Service Center News

Olympic Posts Quarterly Loss

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Olympic Steel posted a net loss of $6.5 million in the second quarter, a reversal of the $2.1 million in income reported in the same quarter the prior year. The Cleveland-based service center company had reported income of just under $1 million in the prior quarter.

Net sales in the second quarter totaled $248 million, well below the $429 million reported in the prior-year quarter. The decline was the result of lower average selling prices combined with a decline in volumes driven by the downturn in industrial markets and temporary closures in the automotive industry as a result of the COVID-19 pandemic.

"I want to thank the Olympic Steel team for their resilience and flexibility in the face of the unprecedented business conditions created by the COVID-19 pandemic. Together, we have reinforced our commitment to a safe work environment, maintained operations as an essential business, and continued to be a reliable partner to our customers and suppliers," said CEO Richard T. Marabito.

"As the pandemic began to affect the U.S. economy, we quickly took decisive actions to sustainably reduce operating expenses, limit capital expenditures to safety and maintenance needs, further tighten inventory management, and preserve liquidity. As a result, while many of our key markets faced extreme disruption and volatility, we benefited from a significantly lower expense run rate and the ability to efficiently respond to fluctuations in demand, resulting in positive adjusted EBITDA for the quarter,” he said. “Our pipe and tube and specialty metals businesses were particularly resilient, with both segments delivering consistent profitability in a difficult market."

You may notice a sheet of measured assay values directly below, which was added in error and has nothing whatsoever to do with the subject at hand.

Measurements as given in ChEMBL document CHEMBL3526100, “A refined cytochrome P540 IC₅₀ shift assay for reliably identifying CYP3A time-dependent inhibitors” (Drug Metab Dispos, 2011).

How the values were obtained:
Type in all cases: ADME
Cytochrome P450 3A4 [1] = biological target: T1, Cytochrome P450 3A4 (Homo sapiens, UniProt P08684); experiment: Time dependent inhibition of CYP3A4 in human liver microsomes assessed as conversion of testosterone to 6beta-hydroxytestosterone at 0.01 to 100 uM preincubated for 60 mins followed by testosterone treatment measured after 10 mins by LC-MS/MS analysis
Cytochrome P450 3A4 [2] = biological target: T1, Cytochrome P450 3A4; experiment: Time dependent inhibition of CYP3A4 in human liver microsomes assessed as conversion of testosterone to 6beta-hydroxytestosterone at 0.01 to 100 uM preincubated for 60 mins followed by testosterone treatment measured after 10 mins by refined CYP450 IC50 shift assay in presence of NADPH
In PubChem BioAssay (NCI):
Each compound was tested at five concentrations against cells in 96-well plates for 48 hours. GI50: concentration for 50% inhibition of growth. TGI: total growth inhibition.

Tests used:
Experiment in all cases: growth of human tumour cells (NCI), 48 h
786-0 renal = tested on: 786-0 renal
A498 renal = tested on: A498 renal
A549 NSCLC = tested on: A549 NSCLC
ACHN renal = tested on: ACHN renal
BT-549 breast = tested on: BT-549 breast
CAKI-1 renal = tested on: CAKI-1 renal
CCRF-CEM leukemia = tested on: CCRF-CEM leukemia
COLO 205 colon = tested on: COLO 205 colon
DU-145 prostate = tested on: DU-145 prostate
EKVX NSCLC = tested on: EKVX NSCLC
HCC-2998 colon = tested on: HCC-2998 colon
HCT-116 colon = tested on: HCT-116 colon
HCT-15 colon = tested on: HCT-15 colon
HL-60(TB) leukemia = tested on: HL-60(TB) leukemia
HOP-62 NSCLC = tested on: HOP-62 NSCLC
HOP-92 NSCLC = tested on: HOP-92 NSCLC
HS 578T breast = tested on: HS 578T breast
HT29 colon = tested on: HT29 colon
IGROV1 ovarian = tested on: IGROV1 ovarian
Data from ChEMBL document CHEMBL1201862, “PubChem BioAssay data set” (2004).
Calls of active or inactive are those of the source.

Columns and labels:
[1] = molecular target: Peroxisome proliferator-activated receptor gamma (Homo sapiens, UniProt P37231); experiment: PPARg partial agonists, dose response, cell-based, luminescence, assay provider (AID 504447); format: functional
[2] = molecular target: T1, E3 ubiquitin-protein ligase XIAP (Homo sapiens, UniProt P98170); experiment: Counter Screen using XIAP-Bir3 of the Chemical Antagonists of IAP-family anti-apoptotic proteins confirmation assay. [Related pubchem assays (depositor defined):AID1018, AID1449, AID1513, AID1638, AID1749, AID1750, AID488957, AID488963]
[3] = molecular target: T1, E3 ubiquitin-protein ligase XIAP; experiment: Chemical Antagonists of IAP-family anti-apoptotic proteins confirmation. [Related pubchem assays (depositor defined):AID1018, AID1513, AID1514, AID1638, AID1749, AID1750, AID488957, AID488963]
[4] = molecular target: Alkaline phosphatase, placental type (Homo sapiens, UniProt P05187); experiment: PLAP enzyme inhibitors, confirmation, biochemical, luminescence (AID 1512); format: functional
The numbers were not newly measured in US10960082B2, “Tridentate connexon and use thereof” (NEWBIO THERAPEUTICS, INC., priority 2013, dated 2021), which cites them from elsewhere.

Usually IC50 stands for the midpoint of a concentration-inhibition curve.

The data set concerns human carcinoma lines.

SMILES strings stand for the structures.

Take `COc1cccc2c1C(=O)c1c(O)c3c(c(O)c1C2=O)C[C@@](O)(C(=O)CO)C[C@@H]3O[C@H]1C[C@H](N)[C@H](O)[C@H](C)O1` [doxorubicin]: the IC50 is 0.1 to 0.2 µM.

In the company’s flat-rolled products segment, tons sold declined 30.8 percent to 184,824 in the quarter. Specialty tons sold were down 34.9 percent to 24,337. Net sales in the tubular and pipe group declined 31.3 percent to $52.9 million.

"We believe that market conditions will continue to improve and expect the third quarter to be sequentially better than the second quarter,” Marabito said.

Net sales in the second quarter totaled $248 million, well below the $429 million reported in the prior-year quarter. The decline was the result of lower average selling prices combined with a decline in volumes driven by the downturn in industrial markets and temporary closures in the automotive industry as a result of the COVID-19 pandemic.

In the company’s flat-rolled products segment, tons sold declined 30.8 percent to 184,824 in the quarter. Specialty tons sold were down 34.9 percent to 24,337. Net sales in the tubular and pipe group declined 31.3 percent to $52.9 million.

"We believe that market conditions will continue to improve and expect the third quarter to be sequentially better than the second quarter,” Marabito said.